Vinçon was a company dedicated to the selling of contemporary household goods.
We find its origins back in 1934 in a Czechoslovak porcelain import and wholesale company that was founded by the German Hugo Vinçon and his brother-in-law Enrique Levi.
Vinçon’s first shop was settled in the Rosellón Street of Barcelona, but soon they rented a larger space in the city’s emblematic street of Paseo de Gracia. Under the name “Gifts Hugo Vinçon” they opened a store of glassware and porcelain objects with a space for exhibition of paintings and an extensive warehouse for storage.
One year later, in 1935, the Amat family enter the business: Jacinto Amat was incorporated as salesman and in the 50’s his sons Juan and Fernando.
In 1957, the company was acquired by the Amat family, who establish the foundations of what would eventually become one of the most unique and iconic establishments in Barcelona.
After some failed attempts to renew the image of the store, in 1967, the Amat family puts plans to modernize the business into action and mark the beginning of a new commercial era. They asked themselves: “What would happen if we presented an alternative offer to what the public already demands?” They decided to take risks and opted for the incipient object industry for contemporary home designs. From this moment on, innovation became a trademark of Vinçon’s commitment to style and originality.
As the sales area expanded, all kinds of window displays were created to exhibit the latest developments or distinguish new sections, such as the one dedicated to oriental products in 1976, which took the name of VinChong; the shop windows transgressed the purely mercantile environment to become visual poems.
But together with this new approach of showcasing, selling, and wrapping the product differently, was also something determinant: a very personal criteria when selecting, from all the worldwide offer, the items for the store. This unique and visionary look, carefully selecting the designs just as if he would do for his own home, as he said, was Fernando Amat’s wise move.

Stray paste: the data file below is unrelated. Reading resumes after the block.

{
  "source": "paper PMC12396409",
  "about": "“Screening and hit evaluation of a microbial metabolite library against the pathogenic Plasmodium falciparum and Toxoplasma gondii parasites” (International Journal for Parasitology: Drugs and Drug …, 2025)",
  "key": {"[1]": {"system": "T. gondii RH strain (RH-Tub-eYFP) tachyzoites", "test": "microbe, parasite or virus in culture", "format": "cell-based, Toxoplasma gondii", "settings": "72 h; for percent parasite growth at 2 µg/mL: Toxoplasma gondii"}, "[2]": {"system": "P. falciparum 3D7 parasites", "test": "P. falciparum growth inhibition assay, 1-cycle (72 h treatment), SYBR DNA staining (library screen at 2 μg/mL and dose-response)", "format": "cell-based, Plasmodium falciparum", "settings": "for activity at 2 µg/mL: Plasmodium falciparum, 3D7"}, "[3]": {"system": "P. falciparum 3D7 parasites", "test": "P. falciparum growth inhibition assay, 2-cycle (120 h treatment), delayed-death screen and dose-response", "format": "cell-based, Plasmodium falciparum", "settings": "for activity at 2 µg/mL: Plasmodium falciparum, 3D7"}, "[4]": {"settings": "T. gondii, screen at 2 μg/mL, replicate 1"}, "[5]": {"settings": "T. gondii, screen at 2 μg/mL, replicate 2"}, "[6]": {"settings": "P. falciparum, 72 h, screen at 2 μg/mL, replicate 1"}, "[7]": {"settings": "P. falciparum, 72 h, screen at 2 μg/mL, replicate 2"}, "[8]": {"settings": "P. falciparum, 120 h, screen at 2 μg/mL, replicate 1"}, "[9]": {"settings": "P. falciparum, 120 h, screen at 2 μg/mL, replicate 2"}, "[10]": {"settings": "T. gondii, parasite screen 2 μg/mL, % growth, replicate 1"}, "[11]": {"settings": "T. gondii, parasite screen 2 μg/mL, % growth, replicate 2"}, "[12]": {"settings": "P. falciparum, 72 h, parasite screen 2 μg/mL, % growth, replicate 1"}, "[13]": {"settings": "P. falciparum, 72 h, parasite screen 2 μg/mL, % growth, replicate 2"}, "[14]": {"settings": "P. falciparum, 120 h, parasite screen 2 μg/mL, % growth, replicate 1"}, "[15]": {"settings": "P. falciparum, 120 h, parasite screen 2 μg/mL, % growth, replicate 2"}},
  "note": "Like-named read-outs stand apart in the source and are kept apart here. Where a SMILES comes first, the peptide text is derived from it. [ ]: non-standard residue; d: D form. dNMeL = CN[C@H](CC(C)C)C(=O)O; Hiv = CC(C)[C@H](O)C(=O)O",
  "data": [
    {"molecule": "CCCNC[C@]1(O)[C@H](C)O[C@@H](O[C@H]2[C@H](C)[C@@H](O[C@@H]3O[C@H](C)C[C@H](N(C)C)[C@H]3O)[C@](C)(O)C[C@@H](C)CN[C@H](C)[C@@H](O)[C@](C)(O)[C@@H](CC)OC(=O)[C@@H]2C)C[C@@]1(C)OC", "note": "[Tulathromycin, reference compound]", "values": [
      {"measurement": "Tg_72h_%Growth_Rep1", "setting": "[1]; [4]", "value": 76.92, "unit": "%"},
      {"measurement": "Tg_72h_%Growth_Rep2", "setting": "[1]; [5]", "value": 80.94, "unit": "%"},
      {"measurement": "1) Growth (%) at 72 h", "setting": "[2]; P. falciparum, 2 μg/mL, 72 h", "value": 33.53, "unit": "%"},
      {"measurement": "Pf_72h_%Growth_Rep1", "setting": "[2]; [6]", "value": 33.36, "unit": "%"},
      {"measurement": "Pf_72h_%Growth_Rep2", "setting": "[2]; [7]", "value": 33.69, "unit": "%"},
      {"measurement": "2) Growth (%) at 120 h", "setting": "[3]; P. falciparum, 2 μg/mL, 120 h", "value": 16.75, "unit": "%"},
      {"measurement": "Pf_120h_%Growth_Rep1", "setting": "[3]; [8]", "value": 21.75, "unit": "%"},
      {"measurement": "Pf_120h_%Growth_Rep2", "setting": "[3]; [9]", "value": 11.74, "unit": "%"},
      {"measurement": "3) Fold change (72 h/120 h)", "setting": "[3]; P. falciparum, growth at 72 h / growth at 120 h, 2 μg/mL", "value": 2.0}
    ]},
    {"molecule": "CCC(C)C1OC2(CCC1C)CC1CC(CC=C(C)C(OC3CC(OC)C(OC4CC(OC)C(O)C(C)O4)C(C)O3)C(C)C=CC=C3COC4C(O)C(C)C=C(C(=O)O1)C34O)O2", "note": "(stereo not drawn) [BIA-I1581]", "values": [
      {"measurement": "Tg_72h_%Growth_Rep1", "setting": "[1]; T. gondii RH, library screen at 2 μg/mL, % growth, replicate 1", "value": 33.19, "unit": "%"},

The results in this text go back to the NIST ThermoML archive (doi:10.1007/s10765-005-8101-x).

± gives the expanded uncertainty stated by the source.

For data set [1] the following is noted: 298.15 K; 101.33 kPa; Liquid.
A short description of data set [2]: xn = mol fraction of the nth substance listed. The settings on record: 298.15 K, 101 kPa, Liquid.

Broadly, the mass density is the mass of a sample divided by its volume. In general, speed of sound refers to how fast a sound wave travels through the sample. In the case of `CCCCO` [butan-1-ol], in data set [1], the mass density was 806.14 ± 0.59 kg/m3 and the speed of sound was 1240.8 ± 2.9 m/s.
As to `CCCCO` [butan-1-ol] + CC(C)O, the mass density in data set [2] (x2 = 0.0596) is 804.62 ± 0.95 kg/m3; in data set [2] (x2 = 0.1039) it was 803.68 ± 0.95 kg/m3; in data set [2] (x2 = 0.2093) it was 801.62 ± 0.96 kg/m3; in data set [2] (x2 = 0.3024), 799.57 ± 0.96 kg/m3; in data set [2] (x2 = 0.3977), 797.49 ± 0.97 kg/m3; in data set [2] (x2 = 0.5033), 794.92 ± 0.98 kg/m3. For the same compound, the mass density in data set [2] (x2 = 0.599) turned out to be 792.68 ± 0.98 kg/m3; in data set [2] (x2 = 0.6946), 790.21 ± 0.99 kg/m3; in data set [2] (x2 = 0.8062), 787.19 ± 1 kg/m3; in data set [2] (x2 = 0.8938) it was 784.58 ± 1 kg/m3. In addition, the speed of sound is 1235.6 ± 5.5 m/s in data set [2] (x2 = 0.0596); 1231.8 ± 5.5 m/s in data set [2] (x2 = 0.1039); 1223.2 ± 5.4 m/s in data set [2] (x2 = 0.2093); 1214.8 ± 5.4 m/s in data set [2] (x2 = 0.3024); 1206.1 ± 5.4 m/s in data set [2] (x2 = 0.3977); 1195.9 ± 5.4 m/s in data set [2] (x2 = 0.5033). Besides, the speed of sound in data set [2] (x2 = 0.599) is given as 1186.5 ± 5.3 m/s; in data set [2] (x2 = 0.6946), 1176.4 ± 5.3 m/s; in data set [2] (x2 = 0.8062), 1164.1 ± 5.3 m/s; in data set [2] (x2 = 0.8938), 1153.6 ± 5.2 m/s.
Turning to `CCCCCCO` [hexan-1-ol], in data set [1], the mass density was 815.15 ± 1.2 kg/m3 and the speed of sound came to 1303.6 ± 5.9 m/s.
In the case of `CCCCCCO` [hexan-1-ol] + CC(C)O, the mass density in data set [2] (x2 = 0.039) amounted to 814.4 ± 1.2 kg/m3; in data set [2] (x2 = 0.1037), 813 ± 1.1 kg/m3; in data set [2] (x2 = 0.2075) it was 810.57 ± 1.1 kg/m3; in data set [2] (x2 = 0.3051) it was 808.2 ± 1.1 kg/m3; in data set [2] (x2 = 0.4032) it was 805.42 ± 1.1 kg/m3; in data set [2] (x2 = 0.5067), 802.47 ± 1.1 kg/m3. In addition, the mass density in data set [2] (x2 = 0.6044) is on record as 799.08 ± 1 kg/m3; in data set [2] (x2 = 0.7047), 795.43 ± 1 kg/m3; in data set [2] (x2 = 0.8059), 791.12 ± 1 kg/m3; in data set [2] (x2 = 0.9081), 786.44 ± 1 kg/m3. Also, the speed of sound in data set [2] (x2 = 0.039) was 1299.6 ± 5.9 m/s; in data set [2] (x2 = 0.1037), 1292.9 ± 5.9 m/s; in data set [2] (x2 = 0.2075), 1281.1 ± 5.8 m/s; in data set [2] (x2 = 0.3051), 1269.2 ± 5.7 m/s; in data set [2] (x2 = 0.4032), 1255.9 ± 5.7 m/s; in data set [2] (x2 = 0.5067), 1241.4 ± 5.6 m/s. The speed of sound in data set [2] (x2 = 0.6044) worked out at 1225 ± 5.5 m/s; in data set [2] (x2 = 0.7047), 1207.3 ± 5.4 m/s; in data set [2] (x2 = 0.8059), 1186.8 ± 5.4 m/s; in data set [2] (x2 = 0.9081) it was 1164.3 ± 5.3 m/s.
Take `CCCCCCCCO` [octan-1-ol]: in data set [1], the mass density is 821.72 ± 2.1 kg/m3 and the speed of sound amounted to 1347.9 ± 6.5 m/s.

The other relevant factor that contributed to Vinçon’s success was the business management, by Juan Amat. A commercial area of almost 3,000 square meters, which had more than 40,000 references, required a thorough control so that the economic balance was positive. If this assertion is obvious in any business, it acquires its full dimension in a company that declares itself voluntarily immersed in a permanent process of self-criticism so as not to let bad habits be implanted in the organization.
With the lesson well learned and several years of practice in the business, the third family generation was fully incorporated into the management structure of the company. Thus, Sergio Amat is responsible for the Madrid store and collaborates with his uncle Fernando in the commercial orientation and item selection, while Juan Enrique Amat is in charge of the financial and logistics management.
A great professional rigor when selecting products, looking for good design more than the novelty itself; a curious look at all the artistic manifestations to apply their language in the exhibition of the offer; an open and relaxed deal with customers, and an agile and effective business management, are some of the differential facts that contribute to Vinçon’s philosophy.
Still, it is not an exact formula. Fernando Amat said that when someone from outside Barcelona visited him because he wanted to set up a store with similar characteristics and asked him what the key to success was, he always summarized his criteria, to which he added a good dose of irony and a certain willingness to take risks, even knowing that they were not going to bring immediate results “but they ignored them, they dedicated themselves to betting on what was less important, the product, and they did not go to the bottom; They didn’t realize that the essential thing is not so much what you sell but the way you have to do it, even if sometimes that means selling less. ”
To understand what Fernando Amat means by “going to the bottom”, nothing better than referring to the motto that defined the business activity: “Extensive assortment of objects of all kinds in general”. This statement, more typical of a gifts bazaar than of a cult shop, was one of the many demystifying winks that this company used to avoid being just an elitist sanctuary of design to be a casual friendly space , “Easy to use” – as they liked to say – where it was possible to buy from a flashlight to a bedroom, glimpse new trends or contemplate the dignity with which well-conceived pieces were aging, such as the Copenhagen ashtray, a design by André Ricard from 1965 that, like other classics of contemporary design, fulfilled their silver wedding set up in Vinçon’s commercial offer.
In 2015, the commercial activity of Vinçon ceased.